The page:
sg bulletin feb 2 1
Figure indicates that some hours are more important to grid dispatch and emissions


In New York City Public Law 97, passed by the NYC City Council in 2019, requires massive reductions in large commercial building carbon footprints are required.  PL 97 interprets this to include the carbon emitted from the grid in making the electricity consumed by the buildings. Unfortunately, the law does not yet take into account the vast differences in emissions by hour of generation because of the variation in power generators efficiency and fuels. This SETO-supported work can optimize building operations based on both the current, seriously flawed carbon emission rule and under a more accurate, time-of-use system, which will be explained to NY State and City regulators, to improve the actual potential for reducing both New York City’s and New York State’s emissions – carbon and otherwise. At a minimum, these techniques can reduce the carbon emissions by the same 20-30 percent energy use reductions – and as a byproduct of reducing building energy expense. With the enhancement of optimizing for unit dispatch and time-of-use, local NYC emissions can be significantly reduced. This work is under development at this time.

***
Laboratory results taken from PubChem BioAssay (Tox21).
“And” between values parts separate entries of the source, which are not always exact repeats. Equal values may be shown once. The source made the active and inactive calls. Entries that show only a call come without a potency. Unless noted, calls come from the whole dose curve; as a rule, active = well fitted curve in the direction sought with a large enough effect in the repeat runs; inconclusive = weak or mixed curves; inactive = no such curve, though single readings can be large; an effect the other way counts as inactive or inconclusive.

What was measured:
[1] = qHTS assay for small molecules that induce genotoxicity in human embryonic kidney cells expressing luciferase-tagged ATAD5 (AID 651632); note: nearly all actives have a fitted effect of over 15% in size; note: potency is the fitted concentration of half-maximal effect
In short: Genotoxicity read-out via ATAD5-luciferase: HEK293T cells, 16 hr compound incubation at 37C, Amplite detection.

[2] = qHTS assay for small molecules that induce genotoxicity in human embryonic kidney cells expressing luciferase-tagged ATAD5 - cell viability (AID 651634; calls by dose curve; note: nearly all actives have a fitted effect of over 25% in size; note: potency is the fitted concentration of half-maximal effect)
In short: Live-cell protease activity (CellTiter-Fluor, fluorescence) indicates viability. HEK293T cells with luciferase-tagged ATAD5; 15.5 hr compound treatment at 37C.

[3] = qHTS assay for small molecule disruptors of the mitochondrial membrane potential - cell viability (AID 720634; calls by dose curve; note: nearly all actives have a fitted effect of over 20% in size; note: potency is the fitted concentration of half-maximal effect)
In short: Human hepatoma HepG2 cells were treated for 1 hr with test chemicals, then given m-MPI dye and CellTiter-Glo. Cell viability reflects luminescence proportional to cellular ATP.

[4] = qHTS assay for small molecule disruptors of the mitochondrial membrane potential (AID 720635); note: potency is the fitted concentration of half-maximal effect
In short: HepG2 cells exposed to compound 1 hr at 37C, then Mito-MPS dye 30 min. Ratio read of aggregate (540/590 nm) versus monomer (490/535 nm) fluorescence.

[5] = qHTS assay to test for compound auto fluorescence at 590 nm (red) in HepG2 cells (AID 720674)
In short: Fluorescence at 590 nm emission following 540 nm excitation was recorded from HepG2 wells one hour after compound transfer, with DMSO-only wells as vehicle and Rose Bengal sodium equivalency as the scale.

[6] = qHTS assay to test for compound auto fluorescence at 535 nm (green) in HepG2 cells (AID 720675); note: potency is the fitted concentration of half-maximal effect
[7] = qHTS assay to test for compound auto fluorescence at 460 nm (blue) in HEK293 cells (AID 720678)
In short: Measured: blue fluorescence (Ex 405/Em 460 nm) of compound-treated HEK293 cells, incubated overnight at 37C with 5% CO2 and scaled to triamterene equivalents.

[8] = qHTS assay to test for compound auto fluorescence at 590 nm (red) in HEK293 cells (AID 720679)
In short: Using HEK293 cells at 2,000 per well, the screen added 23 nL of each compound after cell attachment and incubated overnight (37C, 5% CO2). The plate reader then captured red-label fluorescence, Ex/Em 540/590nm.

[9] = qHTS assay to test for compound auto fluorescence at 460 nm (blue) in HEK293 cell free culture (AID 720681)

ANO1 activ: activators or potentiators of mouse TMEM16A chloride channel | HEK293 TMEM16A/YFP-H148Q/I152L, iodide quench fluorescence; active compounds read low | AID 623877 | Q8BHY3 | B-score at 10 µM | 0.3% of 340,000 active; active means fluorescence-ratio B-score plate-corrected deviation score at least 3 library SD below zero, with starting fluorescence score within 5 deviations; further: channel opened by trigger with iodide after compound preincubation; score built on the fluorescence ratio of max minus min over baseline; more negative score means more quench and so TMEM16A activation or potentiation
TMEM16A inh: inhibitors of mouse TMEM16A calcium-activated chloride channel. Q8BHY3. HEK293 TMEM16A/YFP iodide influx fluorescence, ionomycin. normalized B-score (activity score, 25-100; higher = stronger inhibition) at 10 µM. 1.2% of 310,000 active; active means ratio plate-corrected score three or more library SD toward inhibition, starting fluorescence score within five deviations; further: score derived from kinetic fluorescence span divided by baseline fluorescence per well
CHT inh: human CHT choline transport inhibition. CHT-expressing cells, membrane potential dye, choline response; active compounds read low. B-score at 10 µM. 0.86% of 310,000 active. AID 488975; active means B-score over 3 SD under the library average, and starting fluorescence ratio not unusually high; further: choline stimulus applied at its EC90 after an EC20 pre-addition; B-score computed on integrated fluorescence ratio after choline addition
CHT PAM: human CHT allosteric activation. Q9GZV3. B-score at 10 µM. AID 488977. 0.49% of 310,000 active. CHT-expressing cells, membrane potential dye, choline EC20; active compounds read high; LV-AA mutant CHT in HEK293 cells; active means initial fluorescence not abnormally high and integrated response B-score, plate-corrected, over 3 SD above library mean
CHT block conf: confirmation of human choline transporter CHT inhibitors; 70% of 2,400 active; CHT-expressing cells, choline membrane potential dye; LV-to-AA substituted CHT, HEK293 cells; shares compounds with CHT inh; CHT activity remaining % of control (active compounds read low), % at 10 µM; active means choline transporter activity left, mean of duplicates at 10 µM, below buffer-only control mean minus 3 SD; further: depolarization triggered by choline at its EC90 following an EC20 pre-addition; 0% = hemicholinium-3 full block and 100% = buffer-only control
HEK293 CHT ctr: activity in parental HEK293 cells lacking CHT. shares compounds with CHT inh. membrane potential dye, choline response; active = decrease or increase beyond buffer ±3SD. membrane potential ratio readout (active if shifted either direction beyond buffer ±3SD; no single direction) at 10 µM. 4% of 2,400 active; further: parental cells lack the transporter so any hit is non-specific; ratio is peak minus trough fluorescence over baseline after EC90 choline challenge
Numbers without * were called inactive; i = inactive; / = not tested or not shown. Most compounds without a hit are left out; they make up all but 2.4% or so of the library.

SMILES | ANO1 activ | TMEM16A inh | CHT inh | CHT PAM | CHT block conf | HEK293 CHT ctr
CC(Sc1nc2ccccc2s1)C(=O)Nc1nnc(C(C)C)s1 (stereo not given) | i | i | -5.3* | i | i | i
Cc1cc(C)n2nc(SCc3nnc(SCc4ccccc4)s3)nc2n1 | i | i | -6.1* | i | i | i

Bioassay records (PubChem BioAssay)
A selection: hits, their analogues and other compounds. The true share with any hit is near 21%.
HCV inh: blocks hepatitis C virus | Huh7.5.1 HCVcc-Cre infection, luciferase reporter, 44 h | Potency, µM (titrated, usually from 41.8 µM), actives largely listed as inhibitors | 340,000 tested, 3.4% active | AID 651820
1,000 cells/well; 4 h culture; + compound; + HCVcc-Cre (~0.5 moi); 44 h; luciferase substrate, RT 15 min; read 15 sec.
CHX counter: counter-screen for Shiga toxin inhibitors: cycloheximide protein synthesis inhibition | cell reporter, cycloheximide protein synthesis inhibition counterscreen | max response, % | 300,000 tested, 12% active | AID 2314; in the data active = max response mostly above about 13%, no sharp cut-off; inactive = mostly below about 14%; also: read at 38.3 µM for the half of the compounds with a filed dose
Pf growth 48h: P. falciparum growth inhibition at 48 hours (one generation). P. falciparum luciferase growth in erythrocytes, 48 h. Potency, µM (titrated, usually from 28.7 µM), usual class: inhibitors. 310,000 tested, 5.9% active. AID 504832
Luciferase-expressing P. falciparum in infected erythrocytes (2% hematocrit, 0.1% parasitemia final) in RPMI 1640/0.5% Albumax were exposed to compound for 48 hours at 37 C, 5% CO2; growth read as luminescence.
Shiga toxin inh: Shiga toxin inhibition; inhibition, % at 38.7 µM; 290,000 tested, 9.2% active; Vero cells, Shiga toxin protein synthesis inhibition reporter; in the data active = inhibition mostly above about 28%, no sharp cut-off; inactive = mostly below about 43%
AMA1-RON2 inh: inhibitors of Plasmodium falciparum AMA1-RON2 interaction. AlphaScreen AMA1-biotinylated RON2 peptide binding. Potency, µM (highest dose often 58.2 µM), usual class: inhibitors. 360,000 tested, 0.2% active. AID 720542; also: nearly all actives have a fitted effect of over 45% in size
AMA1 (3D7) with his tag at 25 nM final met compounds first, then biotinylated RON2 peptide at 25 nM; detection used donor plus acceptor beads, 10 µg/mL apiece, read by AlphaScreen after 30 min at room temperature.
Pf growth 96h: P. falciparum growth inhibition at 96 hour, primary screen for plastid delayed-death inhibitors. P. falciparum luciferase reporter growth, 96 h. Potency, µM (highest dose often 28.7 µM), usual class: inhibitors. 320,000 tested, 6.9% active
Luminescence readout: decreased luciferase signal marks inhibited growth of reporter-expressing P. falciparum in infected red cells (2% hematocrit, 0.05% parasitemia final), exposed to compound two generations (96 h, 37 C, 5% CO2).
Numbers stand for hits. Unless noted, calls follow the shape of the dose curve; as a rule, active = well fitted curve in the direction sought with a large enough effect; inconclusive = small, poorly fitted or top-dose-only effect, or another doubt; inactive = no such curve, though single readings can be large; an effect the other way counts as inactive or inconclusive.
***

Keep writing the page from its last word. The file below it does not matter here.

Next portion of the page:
Adapting to the post-Covid office environment can, therefore, help the global environment both quickly and inexpensively.

We want to acknowledge USDOE support, via a SETO award with Peter Lobaccaro as project manager, as well as cooperation from the Penn State University, University of Colorado Boulder, and Illinois Institute of Technology.


This article edited by Ali Nabavi.

To view all articles in this issue, please go to March 2022 eBulletin. For a downloadable copy, please visit the IEEE Smart Grid Resource Center.